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Introduction to Summer Squash

Get a brief introduction to our Summer Squash Collection, where you’ll learn some history about summer squash and get a helpful overview about growing your own summer squash.

Assorted summer squash varieties.

Assorted summer squash varieties.

They’re incredibly nutritious, they grow quickly and readily, and they taste delicious. What more could you ask of veggies grown in your garden? How about if they’re also attractive and just plain fun?

That’s squash for you—as delightful in a basket on your counter as they are on your dinner plate. Squash comes in a great variety of colors, patterns, and shapes, from white to deep green and yellow or even orange, solid to striped, flattened to tubular with crooked necks.

They have even historically made great containers for Native Americans. And indigenous people in northern Peru created sacred pottery pieces in the shape of squash in the pre-Columbian era.

No wonder squash has been in domestic production for some 10,000 years!

There are four species of squash, which belong to the Cucurbitaceae family, more commonly known as the gourd family. The family includes pumpkins, cucumbers, squash and gourds. The scientific name for most varieties of summer squash is Cucurbita pepo, the “pepo” part referring to the fruit of the plant: a hard-sided berry.

Speaking of fruit, it’s true: Summer squash is technically a fruit, not a vegetable, because the squash holds the seeds of the plant.

And this fruit that eats like a vegetable is a fast-growing, prolific grower. If you’re making plans for your summer garden, keep in mind that you won’t need many plants (and you may want to keep some space for slower-growing winter squash, anyway). Just a couple of plants will easily feed a family of four or even six—any more than that, and you’ll become that legendary gardener who’s forced to give away extra zucchini to strangers on the street!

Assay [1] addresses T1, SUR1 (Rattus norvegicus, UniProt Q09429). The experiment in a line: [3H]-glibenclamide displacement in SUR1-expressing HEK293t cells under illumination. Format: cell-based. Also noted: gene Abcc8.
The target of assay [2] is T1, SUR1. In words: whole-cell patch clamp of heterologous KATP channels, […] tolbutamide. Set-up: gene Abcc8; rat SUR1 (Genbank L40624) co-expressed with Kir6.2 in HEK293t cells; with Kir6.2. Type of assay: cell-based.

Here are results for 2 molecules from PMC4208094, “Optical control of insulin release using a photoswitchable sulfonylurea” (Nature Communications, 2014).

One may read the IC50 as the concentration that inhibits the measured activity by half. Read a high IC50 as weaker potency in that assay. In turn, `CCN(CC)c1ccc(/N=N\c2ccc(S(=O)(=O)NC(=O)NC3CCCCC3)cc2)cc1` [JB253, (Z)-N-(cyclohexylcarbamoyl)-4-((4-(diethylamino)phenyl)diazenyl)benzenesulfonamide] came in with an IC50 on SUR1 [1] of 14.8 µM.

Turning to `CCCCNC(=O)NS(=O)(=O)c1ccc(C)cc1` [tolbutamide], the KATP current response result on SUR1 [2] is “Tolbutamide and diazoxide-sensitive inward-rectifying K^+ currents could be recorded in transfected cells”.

A Brief History of Squash

Summer squash in a basket.

Summer squash in a basket.

Archaeological and radiocarbon dating evidence suggests that squash may have been first cultivated in Mesoamerica some 8,000 to 10,000 years ago, but may have been independently cultivated elsewhere somewhat later. Analysis shows dispersion of the plant from south to north, from southwestern Mexico toward the southwestern United States.

At the same time, there is early evidence of domestication of C. pepo squash from different sites in the central Midwest of the U.S. and in the east from Florida to Maine. The earliest evidence of use of squash comes from a site in Illinois, about 8,000 years ago.

Squash became known to European settlers as one of the “Three Sisters” planted by Native Americans. The Three Sisters were the three main indigenous plants used for agriculture: maize (corn), beans, and squash. These were usually planted together, with the cornstalk providing support for the climbing beans and shade for the squash. The squash vines provided ground cover to limit weeds. The beans provided nitrogen fixing for all three crops.

The English word “squash” comes from askutasquash (literally, “a green thing eaten raw”), a word from the Narragansett language. Roger Williams, founder of Rhode Island, documented this fact in a 1643 book about local language. Other nearby languages included a similar word for squash.

In 1804, Lewis and Clark recorded that a native tribe raised “great quantities” of the three indigenous staple crops. Squash has remained a popular food crop in the U.S. ever since. The United States grew 4.6 million cubic weight of squash for fresh market and processing in 2016 valued at $149 million.

That 2016 crop was planted on 37,400 acres. California leads the nation in the value of squash production followed by Florida, Georgia, and Michigan. But that doesn’t even keep up with demand: The U.S. imports the most squash in the world, with 91 percent of those imports coming from Mexico.

Do you value squash as much for its aesthetic value as for its flavor? Please tell us about the unique ways you use squash!

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